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Really Strange Laws of the US; Alaska

Most of the strange, silly, crazy laws that we’ve looked at in the US have been largely focused on the west so far. However, one western state needs to be included; Alaska.

It should be remembered that Alaska is easily the largest state in the US and is the most northerly one. Yet, it also has a very small human population. That hasn’t stopped lawmakers in Alaska from passing some silly laws. For instance:

* In Alaska, it is illegal to view a moose from an airplane. I can understand and appreciate that this is to prevent harassment of moose by planes, but the way the law reads, if you happen to fly over part of Alaska that has a moose population, you are not allowed to look out of the aircraft and look down. If you do and you see a moose, you’ve just broken the law.

* In Alaska, it is also illegal to push a live moose out of a moving airplane. This might be understandable, except that most moose probably prefer getting from one place to another on foot. I doubt that very many book air flights.

* In Anchorage, Alaska, it is against the law to tie your pet dog to the roof of a car. There is no indication of how common this was at the time of the passage of the law, nor why anyone would want to tie their dog to the roof of the car, in the first place. This one qualifies as a, “Huh?”

* In Fairbanks, Alaska, it is illegal to give alcoholic beverages to a moose. I have the impression that Alaskans are fixated on moose, but I’m wondering how many people in other parts of Alaska routinely give alcoholic drinks to moose.

* In Juneau, Alaska, it is illegal for a person to take their pet flamingo into a barbershop. Just as a hunch, I suspect that there aren’t a lot of flamingoes in Alaska, anyway. Why anyone would want to take a flamingo into a barbershop is beyond me. I’ve never seen one that needed a haircut…or even a feathercut.

* In Soldotna, Alaska, it is illegal for a person to allow the existence of ‘attractive nuisances’. This one actually makes sense, believe it or not. In order for the law to make sense, though, a person must know what an attractive nuisance is. It really is a real thing. An attractive nuisance is anything that would attract a bear, such as garbage.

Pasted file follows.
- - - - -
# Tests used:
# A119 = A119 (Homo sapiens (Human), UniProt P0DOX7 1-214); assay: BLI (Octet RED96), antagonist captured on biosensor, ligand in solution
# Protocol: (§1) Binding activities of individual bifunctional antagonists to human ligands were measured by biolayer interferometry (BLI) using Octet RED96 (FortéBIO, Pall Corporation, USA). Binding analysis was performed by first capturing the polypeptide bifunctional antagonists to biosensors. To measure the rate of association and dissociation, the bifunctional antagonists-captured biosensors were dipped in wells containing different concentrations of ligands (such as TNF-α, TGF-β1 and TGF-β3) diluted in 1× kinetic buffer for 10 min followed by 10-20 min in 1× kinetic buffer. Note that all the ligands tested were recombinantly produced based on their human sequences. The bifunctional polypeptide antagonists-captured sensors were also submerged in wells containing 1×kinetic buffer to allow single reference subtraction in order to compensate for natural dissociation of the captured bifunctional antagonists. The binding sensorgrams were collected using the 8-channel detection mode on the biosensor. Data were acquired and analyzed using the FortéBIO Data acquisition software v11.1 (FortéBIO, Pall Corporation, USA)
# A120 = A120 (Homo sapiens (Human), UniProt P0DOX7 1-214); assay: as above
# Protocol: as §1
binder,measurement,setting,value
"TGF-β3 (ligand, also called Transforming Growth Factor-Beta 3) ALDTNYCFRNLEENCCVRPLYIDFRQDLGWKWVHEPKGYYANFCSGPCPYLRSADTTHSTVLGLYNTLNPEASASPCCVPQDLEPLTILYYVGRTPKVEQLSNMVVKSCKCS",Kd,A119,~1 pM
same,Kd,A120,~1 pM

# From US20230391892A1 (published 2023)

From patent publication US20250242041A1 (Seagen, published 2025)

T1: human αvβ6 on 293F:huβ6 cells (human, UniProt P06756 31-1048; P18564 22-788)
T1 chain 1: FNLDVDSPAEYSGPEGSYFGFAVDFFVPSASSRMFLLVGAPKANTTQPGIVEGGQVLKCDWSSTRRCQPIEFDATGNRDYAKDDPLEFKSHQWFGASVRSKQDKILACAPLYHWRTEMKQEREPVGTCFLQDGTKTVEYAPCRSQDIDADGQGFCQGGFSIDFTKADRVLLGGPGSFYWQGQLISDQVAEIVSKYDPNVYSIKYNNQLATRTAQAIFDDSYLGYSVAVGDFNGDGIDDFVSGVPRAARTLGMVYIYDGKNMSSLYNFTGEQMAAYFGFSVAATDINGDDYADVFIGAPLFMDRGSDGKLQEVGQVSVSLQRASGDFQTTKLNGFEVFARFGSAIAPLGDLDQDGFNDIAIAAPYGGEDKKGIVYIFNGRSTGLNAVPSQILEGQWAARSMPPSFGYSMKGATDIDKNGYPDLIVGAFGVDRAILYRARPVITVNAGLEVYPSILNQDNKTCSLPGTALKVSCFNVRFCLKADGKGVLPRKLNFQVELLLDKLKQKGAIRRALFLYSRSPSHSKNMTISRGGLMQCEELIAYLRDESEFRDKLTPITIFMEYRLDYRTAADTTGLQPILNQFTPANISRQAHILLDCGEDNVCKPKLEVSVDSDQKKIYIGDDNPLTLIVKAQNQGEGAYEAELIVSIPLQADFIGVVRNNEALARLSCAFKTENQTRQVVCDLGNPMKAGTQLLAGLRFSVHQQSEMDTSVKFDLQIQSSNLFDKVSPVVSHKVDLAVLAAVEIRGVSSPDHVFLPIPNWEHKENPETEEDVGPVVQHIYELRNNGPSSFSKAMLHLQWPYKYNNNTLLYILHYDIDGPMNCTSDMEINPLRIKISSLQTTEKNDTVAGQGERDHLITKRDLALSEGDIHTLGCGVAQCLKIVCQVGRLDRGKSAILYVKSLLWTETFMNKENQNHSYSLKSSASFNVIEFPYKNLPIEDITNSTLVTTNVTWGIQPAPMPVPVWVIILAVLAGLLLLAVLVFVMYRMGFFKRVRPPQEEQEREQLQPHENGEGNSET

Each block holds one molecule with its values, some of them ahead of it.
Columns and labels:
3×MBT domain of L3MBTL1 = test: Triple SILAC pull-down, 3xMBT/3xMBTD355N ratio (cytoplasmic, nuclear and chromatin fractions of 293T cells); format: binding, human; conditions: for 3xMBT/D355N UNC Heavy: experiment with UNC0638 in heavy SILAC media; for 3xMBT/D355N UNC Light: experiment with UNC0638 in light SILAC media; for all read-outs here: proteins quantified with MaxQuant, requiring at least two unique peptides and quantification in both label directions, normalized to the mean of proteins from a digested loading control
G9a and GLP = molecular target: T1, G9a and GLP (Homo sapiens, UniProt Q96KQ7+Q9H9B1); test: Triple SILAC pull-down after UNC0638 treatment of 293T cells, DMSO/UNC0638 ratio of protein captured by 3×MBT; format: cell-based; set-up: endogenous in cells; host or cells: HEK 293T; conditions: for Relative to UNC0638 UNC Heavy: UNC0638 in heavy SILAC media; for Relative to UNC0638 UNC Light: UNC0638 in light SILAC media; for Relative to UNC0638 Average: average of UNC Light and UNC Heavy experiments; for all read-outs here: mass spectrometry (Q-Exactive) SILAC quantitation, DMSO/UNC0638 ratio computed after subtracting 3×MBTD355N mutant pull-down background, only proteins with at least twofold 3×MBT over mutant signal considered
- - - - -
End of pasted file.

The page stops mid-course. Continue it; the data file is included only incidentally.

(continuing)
* In Haines, Alaska, concealed slingshots are outlawed…unless the person has a license. I can understand needing a concealed-carry permit, but normally, those are for handguns. A slingshot? Really?

* In Alaska, it is against the law to whisper in someone’s ear when they are moose hunting. Not only is this a silly law, but there is also no law against yelling at a person who is moose hunting. Of course, if a person yells at someone who is moose hunting, there is a good chance that it isn’t a moose that is going to get shot.

* In Alaska, it is against the law to wake up a sleeping bear in order to take its picture. However, it is legal to shoot and kill bears. Personally, I’m thinking that they should legalize waking bears up in order to take their pictures. Anyone who has seen a cranky bear that has been awakened from its sleep would know that if this was legal, there would be very few people who’d even attempt it. Most of those who did would be eaten by the bears. Problem solved.

* In Juneau, Alaska, it is against the law to groom a dog. The absurdity of this law is astounding. I guess that the people there prefer having dogs that look rough and ragged.

* In Alaska, it is against the law to eat a live eel unless you yell, “Warning, idiot eating an eel”.

  • Do you have a favorite silly Alaskan law?

    • Yes (which one?)
    • No
    • I like them all equally

What do you think?

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Written by Rex Trulove

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25 Comments